The debate of Football Manager vs FIFA is not a new one. In fact, the argument has been running on for quite some time. And with the two games evolving over the years, the debate has reached its peak among the fanbase.
So here we are to put some gasoline on the fire and try to come up with an unbiased comparison. Which one is the better game?
Football Manager has a superior depth compared to FIFA. It offers an in-depth gameplay experience with an extensive database and greater tactical flexibility. The game also focuses on simulating games from a managerial perspective, whereas You can actively control the players and their movements in FIFA.
That’s pretty much the summary of the two games. But if you really need to convince your friend from the other base to hop into your group, then you’ll probably need more than that.
Let’s go in-depth and find out all the different aspects of the two games that make them unique on their own.
Football Manager vs FIFA: Key Differences
Before jumping in on the nitty-gritty details, let’s take a back seat first and have a watered-down comparison between Football Manager and FIFA. We’re going to completely ignore the mobile version of the games and focus solely on the base game.
Here’s how the two games compare against each other head-to-head:
|Comparison Factors||Football Manager||FIFA|
|Offline Game Mode||Career Mode, Create a Club||Career Mode|
|Online Game Mode||Online Career, Fantasy Draft, Versus Mode||Ultimate Team, Pro Clubs|
|Graphics||Outdated and Dry||Highly Detailed|
|Gameplay Mechanics||Focused on Management and doesn’t allow player control||Focused on Matches and Player Control|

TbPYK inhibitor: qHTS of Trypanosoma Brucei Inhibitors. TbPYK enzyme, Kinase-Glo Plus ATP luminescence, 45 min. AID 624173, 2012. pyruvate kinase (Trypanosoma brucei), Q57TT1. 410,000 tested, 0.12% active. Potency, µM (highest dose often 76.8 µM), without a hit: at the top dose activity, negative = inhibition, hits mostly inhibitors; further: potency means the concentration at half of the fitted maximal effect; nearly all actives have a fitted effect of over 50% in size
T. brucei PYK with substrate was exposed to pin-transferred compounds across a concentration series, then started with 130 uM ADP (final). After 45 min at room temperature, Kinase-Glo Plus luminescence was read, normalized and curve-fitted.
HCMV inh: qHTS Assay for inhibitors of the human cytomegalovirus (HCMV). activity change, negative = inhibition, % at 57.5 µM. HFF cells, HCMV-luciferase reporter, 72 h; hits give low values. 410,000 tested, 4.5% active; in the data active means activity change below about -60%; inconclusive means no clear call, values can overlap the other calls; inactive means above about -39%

|Maximum Seasons Playable||Unlimited||15|
|User Interface||Detailed||Clean and Simple|
|Off-pitch Management||Highly Detailed||Non-existent|
|Player Interaction||Highly Detailed||Non-existent|
|Platforms||PC, PS4, PS5, MacOS, Xbox One, Xbox Series X, Series S, Nintendo Switch,||PC, PS4, PS5, Xbox One, Xbox Series X, Series S, Nintendo Switch|
Even though both are football games, they carry huge distinction and attracts two completely different demographics. We’ll learn more about their differences in the next segment, where I will break down the functionalities of the two games in detail.
Football Manager vs FIFA: Comprehensive Comparison
We’ve broken down the comparison ground into 12 separate segments to get a better grip on the topic. For each separate field, we’ll the two games to see which game dominates the segment in question.
Offline Game Mode
Let’s be honest. The Manager mode in FIFA is not exactly what you want to call “managing”. When it comes to offline game modes, it doesn’t quite measure up to Football Manager.
The career mode has been underwhelming for quite some time. While EA introduced cutscenes a few years ago, they tend to be dull and repetitive, losing their appeal quickly.
Moreover, the manager mode is highly unrealistic. It requires minimal effort to sign the best young players in the game, and by the end of your first season, you can have a team capable of dominating the world.
You don’t really have to manage anything other than the team. There’s no explanation for where the Finances are generated from. No hint of backroom staff or scouts. Things just happen and you, as the player just need to worry about playing and winning.
To be fair, EA’s lack of emphasis on Career Mode isn’t surprising. It’s not a major source of revenue for them, after all.
Football Manager, on the other hand, stands out with its immersive single-player experience. Sports Interactive’s dedication to realism is evident with a vast network of over a thousand scouts worldwide.